Picture imperfectBMJ 2008; 337 doi: https://doi.org/10.1136/bmj.a1659 (Published 17 September 2008) Cite this as: BMJ 2008;337:a1659
- Manoj Padman, national paediatric orthopaedic fellow, Sheffield Children’s Hospital
I am not your average newspaper addict, but once in a while, depending on the day of the week and the flavour of the month, I do pick up a broadsheet newspaper from my local grocer’s or from the coffee shop. On Sunday 29 June, with the unattractive prospect of being stuck in the hospital for another 24 hours, I decided to indulge myself in a cup of coffee from the cafe next door along with a copy of The Sunday Times. A cursory glance at the front page showed that Mugabe’s regime was wreaking yet more havoc in Zimbabwe. Accompanying the story was a picture of a child in plaster casts. I was keen to get to the sports pages and the Wimbledon news, but suddenly it struck me that there was something odd about the photograph. A closer look made me realise that the photograph was out of sync with the rest of the report.
The 11 month old boy had plaster casts on both legs below the knee, allegedly after trauma inflicted by Mugabe’s tyrants. That couldn’t be true. Firstly, the legs and feet were deformed and turned in. Even in Zimbabwe plaster casts after trauma would be applied so that the legs and feet looked as anatomically correct as possible. No one would put plasters on with the feet still deformed, unless of course the deformity had not been secondary to trauma. Secondly, the plaster casts on both feet looked identical, with the same deformities. If the report were to be believed then it had to be an identical set of injuries—extremely unlikely. Thirdly, the mechanism was all wrong. A child doesn’t get his or her legs and feet crushed by being hurled to the floor. The plaster casts seemed to be corrective casts for clubfeet, the commonest type of limb deformity present at birth. My diagnosis was congenital talipes equinovarus.
Promptly I emailed the editorial desk and the foreign affairs section at The Sunday Times, expressing my concerns. About 36 hours later I got a reply from the pictures editor saying that they were waiting for the photographer’s arrival at a safe place so that they could ascertain the circumstances in which the photograph had been taken. What about clarifying the matter with the reporters on the story, who must have had access to the child and mother in question? It seemed to be a first hand report. Apparently the reporters responsible were freelance, not employed by The Sunday Times, and there could have been errors in translation.
A few more emails went to and fro. I was getting frustrated by the delay in clarifying matters. Then a further piece was published on 6 July, which at first glance looked like an unreserved apology (www.timesonline.co.uk/tol/news/world/africa/article4276338.ece). Closer scrutiny showed that this was not so. This piece said that concerns were first raised when one of the reporters took the child for treatment at the local hospital in Harare. So apparently the false nature of the claim was detected only when the newspaper pursued the story on altruistic, humanitarian grounds, not when the error was pointed out to them. This was a bit strange, given that my first email questioning the veracity of the report and photograph had been sent by 2 30 pm on 29 July, with two follow-up emails the same evening—all in all three emails within 24 hours of the paper hitting the stands. This seemed like an attempt by the newspaper to mask its error while claiming the moral high ground. Also, I realised that the same story and the photograph had been published first in The New York Times and then later in Newsweek. The Newsweek article on 3 July showed the child without the casts, giving clear evidence of bilateral clubfeet (www.newsweek.com/id/144521). And yet the accompanying article discussed the severity of the inflicted trauma, which caused the child’s feet and legs to be turned in. The small matter of the photograph showing uncasted, deformed feet had obviously escaped the editors’ notice. On 9 July The New York Times issued an editor’s note confirming the false nature of the report and the photograph (www.nytimes.com/2008/06/26/world/africa/26zimbabwe.html).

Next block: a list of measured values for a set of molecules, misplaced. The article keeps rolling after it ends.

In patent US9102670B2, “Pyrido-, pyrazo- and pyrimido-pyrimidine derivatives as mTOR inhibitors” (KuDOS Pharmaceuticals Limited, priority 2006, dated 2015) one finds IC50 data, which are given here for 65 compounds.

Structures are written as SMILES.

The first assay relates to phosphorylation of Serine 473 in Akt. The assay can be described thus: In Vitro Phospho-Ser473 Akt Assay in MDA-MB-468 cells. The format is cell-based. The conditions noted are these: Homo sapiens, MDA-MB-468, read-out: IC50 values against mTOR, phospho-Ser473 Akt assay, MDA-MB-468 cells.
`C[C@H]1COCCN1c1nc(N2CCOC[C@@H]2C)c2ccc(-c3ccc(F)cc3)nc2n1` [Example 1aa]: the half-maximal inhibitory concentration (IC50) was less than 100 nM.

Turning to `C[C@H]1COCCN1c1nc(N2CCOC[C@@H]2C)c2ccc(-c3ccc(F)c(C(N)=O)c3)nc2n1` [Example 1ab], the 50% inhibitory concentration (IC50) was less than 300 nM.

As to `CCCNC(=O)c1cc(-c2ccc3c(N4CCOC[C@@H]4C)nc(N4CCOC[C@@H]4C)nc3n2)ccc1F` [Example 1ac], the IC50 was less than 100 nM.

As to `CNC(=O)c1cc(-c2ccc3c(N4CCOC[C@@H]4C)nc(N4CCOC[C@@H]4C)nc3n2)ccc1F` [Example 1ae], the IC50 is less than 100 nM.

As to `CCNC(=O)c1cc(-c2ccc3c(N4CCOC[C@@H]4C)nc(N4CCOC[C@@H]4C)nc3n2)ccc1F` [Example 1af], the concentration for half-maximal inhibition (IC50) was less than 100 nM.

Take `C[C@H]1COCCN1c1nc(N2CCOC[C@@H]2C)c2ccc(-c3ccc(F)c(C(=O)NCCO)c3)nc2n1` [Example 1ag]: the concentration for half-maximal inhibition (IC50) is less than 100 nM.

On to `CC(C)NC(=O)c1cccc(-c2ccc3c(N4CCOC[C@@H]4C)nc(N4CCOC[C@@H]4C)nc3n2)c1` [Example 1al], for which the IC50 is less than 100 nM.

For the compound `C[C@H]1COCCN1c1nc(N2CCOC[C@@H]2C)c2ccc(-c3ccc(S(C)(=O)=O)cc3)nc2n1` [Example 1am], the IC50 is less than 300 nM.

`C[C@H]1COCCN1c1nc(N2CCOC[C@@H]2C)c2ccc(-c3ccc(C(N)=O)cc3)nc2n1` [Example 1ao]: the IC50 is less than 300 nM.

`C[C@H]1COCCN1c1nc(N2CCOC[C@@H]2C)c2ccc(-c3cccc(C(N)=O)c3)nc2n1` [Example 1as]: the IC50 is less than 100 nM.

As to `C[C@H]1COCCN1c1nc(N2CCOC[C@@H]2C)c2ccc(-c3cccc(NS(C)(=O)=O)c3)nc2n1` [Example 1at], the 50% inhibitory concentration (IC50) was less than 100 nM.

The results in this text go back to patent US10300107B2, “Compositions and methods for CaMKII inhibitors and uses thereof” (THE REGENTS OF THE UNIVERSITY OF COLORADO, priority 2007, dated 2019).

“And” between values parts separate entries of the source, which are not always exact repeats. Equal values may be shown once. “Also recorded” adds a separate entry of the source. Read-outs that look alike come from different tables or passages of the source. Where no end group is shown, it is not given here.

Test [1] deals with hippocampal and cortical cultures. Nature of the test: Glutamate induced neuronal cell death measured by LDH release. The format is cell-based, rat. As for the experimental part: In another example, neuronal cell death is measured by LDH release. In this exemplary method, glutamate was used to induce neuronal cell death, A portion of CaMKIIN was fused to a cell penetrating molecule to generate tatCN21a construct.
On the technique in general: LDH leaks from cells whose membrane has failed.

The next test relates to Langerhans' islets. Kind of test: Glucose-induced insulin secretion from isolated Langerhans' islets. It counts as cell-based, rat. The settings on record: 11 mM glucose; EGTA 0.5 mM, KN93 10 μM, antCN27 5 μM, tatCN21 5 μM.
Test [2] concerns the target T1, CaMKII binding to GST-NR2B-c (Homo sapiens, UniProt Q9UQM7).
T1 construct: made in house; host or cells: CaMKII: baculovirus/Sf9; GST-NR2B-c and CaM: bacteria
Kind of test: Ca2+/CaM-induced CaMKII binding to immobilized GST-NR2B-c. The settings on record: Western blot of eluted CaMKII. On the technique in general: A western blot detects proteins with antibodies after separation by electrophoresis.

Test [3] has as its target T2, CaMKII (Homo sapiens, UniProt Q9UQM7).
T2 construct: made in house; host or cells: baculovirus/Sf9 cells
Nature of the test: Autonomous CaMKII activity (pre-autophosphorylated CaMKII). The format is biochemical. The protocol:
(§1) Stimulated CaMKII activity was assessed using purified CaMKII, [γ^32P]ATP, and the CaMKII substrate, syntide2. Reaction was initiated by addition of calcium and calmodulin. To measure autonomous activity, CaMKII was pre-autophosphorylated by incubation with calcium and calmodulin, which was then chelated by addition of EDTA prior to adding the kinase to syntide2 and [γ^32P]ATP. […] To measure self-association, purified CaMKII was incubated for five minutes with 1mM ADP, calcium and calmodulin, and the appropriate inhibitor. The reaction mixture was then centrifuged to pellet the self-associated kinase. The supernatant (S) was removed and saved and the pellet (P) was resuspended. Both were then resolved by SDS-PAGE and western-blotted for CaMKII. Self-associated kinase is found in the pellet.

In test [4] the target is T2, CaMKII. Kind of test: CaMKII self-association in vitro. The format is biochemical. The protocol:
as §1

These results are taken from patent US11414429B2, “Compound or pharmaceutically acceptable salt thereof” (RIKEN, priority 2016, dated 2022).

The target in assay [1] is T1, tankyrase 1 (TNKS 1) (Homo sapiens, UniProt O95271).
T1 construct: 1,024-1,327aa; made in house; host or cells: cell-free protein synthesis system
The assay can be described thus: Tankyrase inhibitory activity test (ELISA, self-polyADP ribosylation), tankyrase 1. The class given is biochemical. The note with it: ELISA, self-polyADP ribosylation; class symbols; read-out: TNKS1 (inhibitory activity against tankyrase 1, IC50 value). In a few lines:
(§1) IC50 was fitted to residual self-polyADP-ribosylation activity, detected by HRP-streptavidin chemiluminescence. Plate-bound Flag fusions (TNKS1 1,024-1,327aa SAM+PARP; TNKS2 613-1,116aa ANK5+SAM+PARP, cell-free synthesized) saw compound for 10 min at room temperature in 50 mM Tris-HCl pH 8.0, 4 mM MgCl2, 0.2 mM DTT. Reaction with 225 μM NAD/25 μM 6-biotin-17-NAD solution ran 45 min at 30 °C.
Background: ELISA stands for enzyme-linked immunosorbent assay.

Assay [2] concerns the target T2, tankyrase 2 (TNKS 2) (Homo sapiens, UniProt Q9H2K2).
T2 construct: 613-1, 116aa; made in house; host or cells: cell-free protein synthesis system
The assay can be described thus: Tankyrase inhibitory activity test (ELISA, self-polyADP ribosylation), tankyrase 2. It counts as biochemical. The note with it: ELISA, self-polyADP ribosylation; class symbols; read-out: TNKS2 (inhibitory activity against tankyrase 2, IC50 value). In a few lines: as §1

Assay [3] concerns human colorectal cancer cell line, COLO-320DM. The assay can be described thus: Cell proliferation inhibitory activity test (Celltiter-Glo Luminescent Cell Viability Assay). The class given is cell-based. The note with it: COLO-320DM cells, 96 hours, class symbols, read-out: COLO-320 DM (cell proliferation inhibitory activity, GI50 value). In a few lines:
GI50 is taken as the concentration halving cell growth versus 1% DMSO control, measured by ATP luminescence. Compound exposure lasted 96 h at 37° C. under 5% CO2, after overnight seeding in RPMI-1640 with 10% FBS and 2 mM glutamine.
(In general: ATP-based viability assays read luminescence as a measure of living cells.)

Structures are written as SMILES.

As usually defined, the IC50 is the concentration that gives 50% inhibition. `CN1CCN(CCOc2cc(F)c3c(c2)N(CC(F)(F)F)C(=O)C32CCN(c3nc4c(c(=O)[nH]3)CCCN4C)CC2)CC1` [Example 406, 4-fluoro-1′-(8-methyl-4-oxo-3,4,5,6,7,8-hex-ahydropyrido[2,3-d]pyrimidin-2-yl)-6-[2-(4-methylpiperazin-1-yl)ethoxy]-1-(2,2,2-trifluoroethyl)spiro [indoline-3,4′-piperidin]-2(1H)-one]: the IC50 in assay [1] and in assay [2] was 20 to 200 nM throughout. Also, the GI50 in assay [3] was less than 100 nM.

Was it my email that led to the newspapers coming out with the truth? I honestly don’t know. An attempt to clarify the precise sequence of events with The Sunday Times was met with stony silence. I do wonder, however, what happened to the boy whose clubfeet needed orthopaedic treatment. Did the newspapers follow up their interest in his wellbeing after it was discovered that his deformities were not inflicted by Mugabe’s regime?
Cite this as: BMJ 2008;337:a1659